3. The Thinking Eye and the Nature of Nature by Paul Klee. Klee - one of my top four favorite artists of all time (Wassily Kandinsky, Pablo Picasso, and Alexander Calder are the other three). I was very fortunate as a student to have a part time job at the RISD library. One of my favorite tasks was reshelving the books housed in the locked case section (hundreds of rare volumes, include first editions and handmade artist's books) which is where I discovered these books and would return on my days off to read at leisure. A few years after graduation when I was living in Seattle and in between jobs, I happened to walk past a bookstore that had a set in the shop window. Apparently, there was a limited print run in the early 1990's - it was the only time I saw them available in a store since. One of the best purchases I have ever made - although at the time since I was unemployed it was probably not the most practical expense (but I would do it again if given the chance!).
  4. Wassily Kandinsky's Concerning the Spiritual in Art. A call for abstract artists. Like Klee, Kandinsky was interested in portraying the inner life. Excellent read.
  5. Master Class in Figure Drawing by Robert Beverly Hale. Learning anatomy from studying the great artists through the eyes of one of the best instructors on the subject.
  6. The Artist's Complete Guide to Facial Expression by Gary Faigin. A practical reference book that I utilize often, especially for illustration and polymer clay work.

Monday, March 18, 2013

Lesson (Elementary): Introduction to Carving: Creating Totems in Plaster

Although this lesson takes some planning (plaster blocks should be made at least a few days ahead of time.  I had the 4th graders help me at the end of the prior month's class by mixing and pouring the plaster mixture into cut milk cartons (about 2-3" high, trimmed bottoms of 1/2 gallon milk containers), it is a great tie in to studies of Pacific NW Indian tribes.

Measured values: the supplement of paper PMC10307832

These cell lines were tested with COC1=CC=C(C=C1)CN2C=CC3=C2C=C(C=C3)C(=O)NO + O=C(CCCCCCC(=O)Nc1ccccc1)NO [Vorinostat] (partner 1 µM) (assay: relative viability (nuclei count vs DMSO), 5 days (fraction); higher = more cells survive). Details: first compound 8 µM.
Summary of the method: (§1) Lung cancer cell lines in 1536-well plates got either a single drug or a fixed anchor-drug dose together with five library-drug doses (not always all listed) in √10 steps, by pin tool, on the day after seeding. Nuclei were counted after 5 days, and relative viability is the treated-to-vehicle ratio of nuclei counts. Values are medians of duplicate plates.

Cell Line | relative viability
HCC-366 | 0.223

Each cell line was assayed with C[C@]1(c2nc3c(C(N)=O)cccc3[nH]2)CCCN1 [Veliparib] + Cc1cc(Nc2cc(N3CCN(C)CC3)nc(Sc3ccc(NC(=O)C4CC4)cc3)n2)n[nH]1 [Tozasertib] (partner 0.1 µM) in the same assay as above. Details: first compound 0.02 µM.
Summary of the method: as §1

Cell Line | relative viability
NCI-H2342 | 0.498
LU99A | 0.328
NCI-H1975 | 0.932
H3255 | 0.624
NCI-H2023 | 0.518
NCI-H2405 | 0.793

For this lesson, I presented a slide lecture (pdf version of lesson available here) discussing the various animal totems along with examples of Native American carvings and basic introduction to sculpture (how is sculpture different than painting, how it depends on light to define its form, the importance of shadows, types of sculpture (subtractive), etc).  I gave them a homework assignment (after we made the plaster blocks as noted above) that listed the animals to choose from and at the bottom of the page, an empty 3.5" x 3.5" square.  In this square, they were to do a line drawing of the totem they wished to carve.
During the next art class, the students then cut out their 3.5 squares from their homework sheet and with a dulled pencil, placed their drawing face up on top of the plaster block and firmly traced over their sketch.  Then using a file, rasp, and flat head screwdriver, they began to remove the excess material and see their totem take form.
Unfortunately for our class, the school did not have available wall space when it came time to hang their work.  The display ideally was to have the students' totems mounted on chipboard with narrow margins and have then stacked vertically directly on top of one another to resemble a totem pole.
Be aware, if you are limited to a one hour class period, you may need 2 classes for all students to finish carving.  For most kids, it is their first exposure to carving - they loved this project.  You may want to check the drawings first to make sure they are not too detailed and able to be carved without frustration.

Thursday, March 14, 2013